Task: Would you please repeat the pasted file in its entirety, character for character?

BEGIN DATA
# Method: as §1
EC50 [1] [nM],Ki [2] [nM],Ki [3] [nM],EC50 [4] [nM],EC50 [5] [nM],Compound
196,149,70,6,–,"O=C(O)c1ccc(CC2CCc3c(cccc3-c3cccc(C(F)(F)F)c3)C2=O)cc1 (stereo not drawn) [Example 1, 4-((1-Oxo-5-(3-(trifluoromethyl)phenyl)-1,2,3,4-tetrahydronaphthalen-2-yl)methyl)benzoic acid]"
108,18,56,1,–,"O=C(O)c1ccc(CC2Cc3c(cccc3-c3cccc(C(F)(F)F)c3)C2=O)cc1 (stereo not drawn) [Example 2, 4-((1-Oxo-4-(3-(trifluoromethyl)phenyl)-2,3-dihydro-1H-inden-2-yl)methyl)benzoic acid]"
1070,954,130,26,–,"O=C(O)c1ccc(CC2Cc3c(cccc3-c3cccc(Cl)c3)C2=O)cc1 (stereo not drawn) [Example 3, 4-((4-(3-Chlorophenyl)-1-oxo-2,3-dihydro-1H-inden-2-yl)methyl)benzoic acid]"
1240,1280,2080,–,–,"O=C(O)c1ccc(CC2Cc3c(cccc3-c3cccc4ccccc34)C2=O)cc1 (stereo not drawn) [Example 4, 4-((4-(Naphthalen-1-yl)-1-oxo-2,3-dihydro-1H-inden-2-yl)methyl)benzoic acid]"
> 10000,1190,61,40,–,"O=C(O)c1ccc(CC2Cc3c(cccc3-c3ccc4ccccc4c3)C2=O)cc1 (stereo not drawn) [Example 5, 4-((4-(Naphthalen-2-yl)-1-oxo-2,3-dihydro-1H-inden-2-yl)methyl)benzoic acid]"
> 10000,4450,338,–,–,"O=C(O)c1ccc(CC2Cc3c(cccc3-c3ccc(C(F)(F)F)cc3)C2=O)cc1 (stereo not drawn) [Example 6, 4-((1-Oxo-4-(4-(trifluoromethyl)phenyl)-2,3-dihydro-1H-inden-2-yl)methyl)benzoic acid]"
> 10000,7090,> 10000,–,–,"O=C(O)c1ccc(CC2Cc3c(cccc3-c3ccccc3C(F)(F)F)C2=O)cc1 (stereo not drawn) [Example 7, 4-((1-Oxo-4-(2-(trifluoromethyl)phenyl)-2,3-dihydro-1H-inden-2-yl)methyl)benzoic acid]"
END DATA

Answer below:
# Method: as §1
EC50 [1] [nM],Ki [2] [nM],Ki [3] [nM],EC50 [4] [nM],EC50 [5] [nM],Compound
196,149,70,6,–,"O=C(O)c1ccc(CC2CCc3c(cccc3-c3cccc(C(F)(F)F)c3)C2=O)cc1 (stereo not drawn) [Example 1, 4-((1-Oxo-5-(3-(trifluoromethyl)phenyl)-1,2,3,4-tetrahydronaphthalen-2-yl)methyl)benzoic acid]"
108,18,56,1,–,"O=C(O)c1ccc(CC2Cc3c(cccc3-c3cccc(C(F)(F)F)c3)C2=O)cc1 (stereo not drawn) [Example 2, 4-((1-Oxo-4-(3-(trifluoromethyl)phenyl)-2,3-dihydro-1H-inden-2-yl)methyl)benzoic acid]"
1070,954,130,26,–,"O=C(O)c1ccc(CC2Cc3c(cccc3-c3cccc(Cl)c3)C2=O)cc1 (stereo not drawn) [Example 3, 4-((4-(3-Chlorophenyl)-1-oxo-2,3-dihydro-1H-inden-2-yl)methyl)benzoic acid]"
1240,1280,2080,–,–,"O=C(O)c1ccc(CC2Cc3c(cccc3-c3cccc4ccccc34)C2=O)cc1 (stereo not drawn) [Example 4, 4-((4-(Naphthalen-1-yl)-1-oxo-2,3-dihydro-1H-inden-2-yl)methyl)benzoic acid]"
> 10000,1190,61,40,–,"O=C(O)c1ccc(CC2Cc3c(cccc3-c3ccc4ccccc4c3)C2=O)cc1 (stereo not drawn) [Example 5, 4-((4-(Naphthalen-2-yl)-1-oxo-2,3-dihydro-1H-inden-2-yl)methyl)benzoic acid]"
> 10000,4450,338,–,–,"O=C(O)c1ccc(CC2Cc3c(cccc3-c3ccc(C(F)(F)F)cc3)C2=O)cc1 (stereo not drawn) [Example 6, 4-((1-Oxo-4-(4-(trifluoromethyl)phenyl)-2,3-dihydro-1H-inden-2-yl)methyl)benzoic acid]"
> 10000,7090,> 10000,–,–,"O=C(O)c1ccc(CC2Cc3c(cccc3-c3ccccc3C(F)(F)F)C2=O)cc1 (stereo not drawn) [Example 7, 4-((1-Oxo-4-(2-(trifluoromethyl)phenyl)-2,3-dihydro-1H-inden-2-yl)methyl)benzoic acid]"